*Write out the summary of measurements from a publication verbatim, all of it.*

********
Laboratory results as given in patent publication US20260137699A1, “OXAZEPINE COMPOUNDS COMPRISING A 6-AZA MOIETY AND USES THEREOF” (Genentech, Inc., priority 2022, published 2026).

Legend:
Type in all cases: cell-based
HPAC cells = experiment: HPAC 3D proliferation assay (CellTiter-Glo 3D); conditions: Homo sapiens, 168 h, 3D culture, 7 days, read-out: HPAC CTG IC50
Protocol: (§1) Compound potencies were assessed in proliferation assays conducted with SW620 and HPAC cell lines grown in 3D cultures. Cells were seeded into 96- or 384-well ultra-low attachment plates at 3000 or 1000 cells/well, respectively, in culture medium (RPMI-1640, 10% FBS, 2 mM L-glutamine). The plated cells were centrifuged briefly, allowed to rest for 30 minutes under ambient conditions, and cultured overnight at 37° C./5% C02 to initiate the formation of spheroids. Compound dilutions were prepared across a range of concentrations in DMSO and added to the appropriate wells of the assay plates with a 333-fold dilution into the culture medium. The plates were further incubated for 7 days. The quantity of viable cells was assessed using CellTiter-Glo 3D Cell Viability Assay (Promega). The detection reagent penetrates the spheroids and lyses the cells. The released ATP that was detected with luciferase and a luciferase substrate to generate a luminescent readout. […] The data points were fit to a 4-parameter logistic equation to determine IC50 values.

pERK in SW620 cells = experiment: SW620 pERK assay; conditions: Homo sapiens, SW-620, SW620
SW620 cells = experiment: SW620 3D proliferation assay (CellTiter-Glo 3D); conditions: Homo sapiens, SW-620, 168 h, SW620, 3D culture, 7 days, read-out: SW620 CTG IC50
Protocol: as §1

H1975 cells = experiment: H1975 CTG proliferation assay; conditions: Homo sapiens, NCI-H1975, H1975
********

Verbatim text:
Laboratory results as given in patent publication US20260137699A1, “OXAZEPINE COMPOUNDS COMPRISING A 6-AZA MOIETY AND USES THEREOF” (Genentech, Inc., priority 2022, published 2026).

Legend:
Type in all cases: cell-based
HPAC cells = experiment: HPAC 3D proliferation assay (CellTiter-Glo 3D); conditions: Homo sapiens, 168 h, 3D culture, 7 days, read-out: HPAC CTG IC50
Protocol: (§1) Compound potencies were assessed in proliferation assays conducted with SW620 and HPAC cell lines grown in 3D cultures. Cells were seeded into 96- or 384-well ultra-low attachment plates at 3000 or 1000 cells/well, respectively, in culture medium (RPMI-1640, 10% FBS, 2 mM L-glutamine). The plated cells were centrifuged briefly, allowed to rest for 30 minutes under ambient conditions, and cultured overnight at 37° C./5% C02 to initiate the formation of spheroids. Compound dilutions were prepared across a range of concentrations in DMSO and added to the appropriate wells of the assay plates with a 333-fold dilution into the culture medium. The plates were further incubated for 7 days. The quantity of viable cells was assessed using CellTiter-Glo 3D Cell Viability Assay (Promega). The detection reagent penetrates the spheroids and lyses the cells. The released ATP that was detected with luciferase and a luciferase substrate to generate a luminescent readout. […] The data points were fit to a 4-parameter logistic equation to determine IC50 values.

pERK in SW620 cells = experiment: SW620 pERK assay; conditions: Homo sapiens, SW-620, SW620
SW620 cells = experiment: SW620 3D proliferation assay (CellTiter-Glo 3D); conditions: Homo sapiens, SW-620, 168 h, SW620, 3D culture, 7 days, read-out: SW620 CTG IC50
Protocol: as §1

H1975 cells = experiment: H1975 CTG proliferation assay; conditions: Homo sapiens, NCI-H1975, H1975